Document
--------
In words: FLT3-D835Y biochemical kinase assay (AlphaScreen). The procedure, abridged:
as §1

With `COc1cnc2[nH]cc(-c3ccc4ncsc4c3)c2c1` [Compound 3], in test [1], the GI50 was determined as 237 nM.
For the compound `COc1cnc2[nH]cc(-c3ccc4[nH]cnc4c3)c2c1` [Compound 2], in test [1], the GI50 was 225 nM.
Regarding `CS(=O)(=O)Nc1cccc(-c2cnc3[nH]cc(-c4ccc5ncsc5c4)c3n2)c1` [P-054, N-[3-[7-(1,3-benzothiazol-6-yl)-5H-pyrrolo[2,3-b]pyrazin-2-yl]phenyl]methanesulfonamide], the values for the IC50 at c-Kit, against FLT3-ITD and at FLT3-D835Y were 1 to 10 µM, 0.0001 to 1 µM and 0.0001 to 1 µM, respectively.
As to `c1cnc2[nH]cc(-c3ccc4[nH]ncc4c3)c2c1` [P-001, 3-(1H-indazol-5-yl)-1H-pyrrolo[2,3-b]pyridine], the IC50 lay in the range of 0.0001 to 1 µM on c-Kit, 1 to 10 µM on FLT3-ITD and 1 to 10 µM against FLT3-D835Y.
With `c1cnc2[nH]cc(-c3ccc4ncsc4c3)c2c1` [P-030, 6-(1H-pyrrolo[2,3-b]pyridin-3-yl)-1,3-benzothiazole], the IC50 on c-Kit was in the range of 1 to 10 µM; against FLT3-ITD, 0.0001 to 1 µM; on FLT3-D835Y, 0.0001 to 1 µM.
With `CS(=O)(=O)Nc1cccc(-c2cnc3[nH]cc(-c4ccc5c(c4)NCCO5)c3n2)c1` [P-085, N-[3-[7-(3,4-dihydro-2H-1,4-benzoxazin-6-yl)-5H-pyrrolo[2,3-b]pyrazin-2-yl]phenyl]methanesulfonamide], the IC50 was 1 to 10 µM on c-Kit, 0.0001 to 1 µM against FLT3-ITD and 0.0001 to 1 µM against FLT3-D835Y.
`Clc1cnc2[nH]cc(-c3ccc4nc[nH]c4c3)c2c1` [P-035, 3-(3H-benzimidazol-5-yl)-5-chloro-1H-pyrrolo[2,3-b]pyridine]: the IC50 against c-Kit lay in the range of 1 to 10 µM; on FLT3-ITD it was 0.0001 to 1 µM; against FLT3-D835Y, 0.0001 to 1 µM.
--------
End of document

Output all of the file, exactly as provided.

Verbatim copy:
In words: FLT3-D835Y biochemical kinase assay (AlphaScreen). The procedure, abridged:
as §1

With `COc1cnc2[nH]cc(-c3ccc4ncsc4c3)c2c1` [Compound 3], in test [1], the GI50 was determined as 237 nM.
For the compound `COc1cnc2[nH]cc(-c3ccc4[nH]cnc4c3)c2c1` [Compound 2], in test [1], the GI50 was 225 nM.
Regarding `CS(=O)(=O)Nc1cccc(-c2cnc3[nH]cc(-c4ccc5ncsc5c4)c3n2)c1` [P-054, N-[3-[7-(1,3-benzothiazol-6-yl)-5H-pyrrolo[2,3-b]pyrazin-2-yl]phenyl]methanesulfonamide], the values for the IC50 at c-Kit, against FLT3-ITD and at FLT3-D835Y were 1 to 10 µM, 0.0001 to 1 µM and 0.0001 to 1 µM, respectively.
As to `c1cnc2[nH]cc(-c3ccc4[nH]ncc4c3)c2c1` [P-001, 3-(1H-indazol-5-yl)-1H-pyrrolo[2,3-b]pyridine], the IC50 lay in the range of 0.0001 to 1 µM on c-Kit, 1 to 10 µM on FLT3-ITD and 1 to 10 µM against FLT3-D835Y.
With `c1cnc2[nH]cc(-c3ccc4ncsc4c3)c2c1` [P-030, 6-(1H-pyrrolo[2,3-b]pyridin-3-yl)-1,3-benzothiazole], the IC50 on c-Kit was in the range of 1 to 10 µM; against FLT3-ITD, 0.0001 to 1 µM; on FLT3-D835Y, 0.0001 to 1 µM.
With `CS(=O)(=O)Nc1cccc(-c2cnc3[nH]cc(-c4ccc5c(c4)NCCO5)c3n2)c1` [P-085, N-[3-[7-(3,4-dihydro-2H-1,4-benzoxazin-6-yl)-5H-pyrrolo[2,3-b]pyrazin-2-yl]phenyl]methanesulfonamide], the IC50 was 1 to 10 µM on c-Kit, 0.0001 to 1 µM against FLT3-ITD and 0.0001 to 1 µM against FLT3-D835Y.
`Clc1cnc2[nH]cc(-c3ccc4nc[nH]c4c3)c2c1` [P-035, 3-(3H-benzimidazol-5-yl)-5-chloro-1H-pyrrolo[2,3-b]pyridine]: the IC50 against c-Kit lay in the range of 1 to 10 µM; on FLT3-ITD it was 0.0001 to 1 µM; against FLT3-D835Y, 0.0001 to 1 µM.